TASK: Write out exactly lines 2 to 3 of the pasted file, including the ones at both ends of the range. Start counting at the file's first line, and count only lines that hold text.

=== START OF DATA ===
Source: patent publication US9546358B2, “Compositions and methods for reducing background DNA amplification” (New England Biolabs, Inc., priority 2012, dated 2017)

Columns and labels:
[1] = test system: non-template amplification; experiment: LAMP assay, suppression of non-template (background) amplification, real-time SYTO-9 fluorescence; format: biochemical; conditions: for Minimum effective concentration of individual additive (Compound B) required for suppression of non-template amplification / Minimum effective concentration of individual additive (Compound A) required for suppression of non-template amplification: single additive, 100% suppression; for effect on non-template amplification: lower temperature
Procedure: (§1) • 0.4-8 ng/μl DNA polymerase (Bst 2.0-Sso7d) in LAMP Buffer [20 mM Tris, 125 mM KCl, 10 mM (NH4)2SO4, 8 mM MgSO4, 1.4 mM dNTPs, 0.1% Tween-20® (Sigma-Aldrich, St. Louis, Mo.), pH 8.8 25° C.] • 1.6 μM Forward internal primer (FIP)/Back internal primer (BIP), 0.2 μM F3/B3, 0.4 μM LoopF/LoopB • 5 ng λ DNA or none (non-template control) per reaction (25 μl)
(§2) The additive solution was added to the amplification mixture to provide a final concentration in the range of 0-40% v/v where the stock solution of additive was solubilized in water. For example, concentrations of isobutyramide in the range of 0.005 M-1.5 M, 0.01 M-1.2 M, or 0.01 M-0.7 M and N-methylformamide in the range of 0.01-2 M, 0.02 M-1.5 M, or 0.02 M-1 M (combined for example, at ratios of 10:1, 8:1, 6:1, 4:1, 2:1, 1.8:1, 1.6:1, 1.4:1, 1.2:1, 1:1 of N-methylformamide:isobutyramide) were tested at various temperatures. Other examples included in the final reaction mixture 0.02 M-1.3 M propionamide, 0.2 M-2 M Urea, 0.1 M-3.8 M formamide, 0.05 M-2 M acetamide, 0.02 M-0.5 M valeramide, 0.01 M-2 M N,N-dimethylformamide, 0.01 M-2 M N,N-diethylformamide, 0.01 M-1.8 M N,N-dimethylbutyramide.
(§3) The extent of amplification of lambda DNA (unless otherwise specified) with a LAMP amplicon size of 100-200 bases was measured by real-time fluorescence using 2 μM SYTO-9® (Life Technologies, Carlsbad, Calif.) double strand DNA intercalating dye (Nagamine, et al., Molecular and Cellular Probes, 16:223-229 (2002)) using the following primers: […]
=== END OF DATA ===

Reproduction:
Columns and labels:
[1] = test system: non-template amplification; experiment: LAMP assay, suppression of non-template (background) amplification, real-time SYTO-9 fluorescence; format: biochemical; conditions: for Minimum effective concentration of individual additive (Compound B) required for suppression of non-template amplification / Minimum effective concentration of individual additive (Compound A) required for suppression of non-template amplification: single additive, 100% suppression; for effect on non-template amplification: lower temperature